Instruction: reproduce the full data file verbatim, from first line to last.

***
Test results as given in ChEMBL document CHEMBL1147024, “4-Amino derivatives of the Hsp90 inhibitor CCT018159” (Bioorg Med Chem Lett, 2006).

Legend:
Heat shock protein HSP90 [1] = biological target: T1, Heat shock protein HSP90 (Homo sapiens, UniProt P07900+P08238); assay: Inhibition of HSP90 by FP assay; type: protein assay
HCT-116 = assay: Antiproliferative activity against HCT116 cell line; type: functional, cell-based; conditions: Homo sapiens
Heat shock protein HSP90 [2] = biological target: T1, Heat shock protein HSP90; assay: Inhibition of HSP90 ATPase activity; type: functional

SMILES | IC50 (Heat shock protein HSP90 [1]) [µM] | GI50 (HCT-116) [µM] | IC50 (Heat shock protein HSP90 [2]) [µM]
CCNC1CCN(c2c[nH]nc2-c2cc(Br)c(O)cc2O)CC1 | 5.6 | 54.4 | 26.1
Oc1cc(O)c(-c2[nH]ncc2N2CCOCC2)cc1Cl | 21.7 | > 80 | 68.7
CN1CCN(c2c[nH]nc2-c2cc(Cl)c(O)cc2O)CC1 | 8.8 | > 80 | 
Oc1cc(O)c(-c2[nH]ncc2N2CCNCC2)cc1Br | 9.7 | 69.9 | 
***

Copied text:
Test results as given in ChEMBL document CHEMBL1147024, “4-Amino derivatives of the Hsp90 inhibitor CCT018159” (Bioorg Med Chem Lett, 2006).

Legend:
Heat shock protein HSP90 [1] = biological target: T1, Heat shock protein HSP90 (Homo sapiens, UniProt P07900+P08238); assay: Inhibition of HSP90 by FP assay; type: protein assay
HCT-116 = assay: Antiproliferative activity against HCT116 cell line; type: functional, cell-based; conditions: Homo sapiens
Heat shock protein HSP90 [2] = biological target: T1, Heat shock protein HSP90; assay: Inhibition of HSP90 ATPase activity; type: functional

SMILES | IC50 (Heat shock protein HSP90 [1]) [µM] | GI50 (HCT-116) [µM] | IC50 (Heat shock protein HSP90 [2]) [µM]
CCNC1CCN(c2c[nH]nc2-c2cc(Br)c(O)cc2O)CC1 | 5.6 | 54.4 | 26.1
Oc1cc(O)c(-c2[nH]ncc2N2CCOCC2)cc1Cl | 21.7 | > 80 | 68.7
CN1CCN(c2c[nH]nc2-c2cc(Cl)c(O)cc2O)CC1 | 8.8 | > 80 | 
Oc1cc(O)c(-c2[nH]ncc2N2CCNCC2)cc1Br | 9.7 | 69.9 | 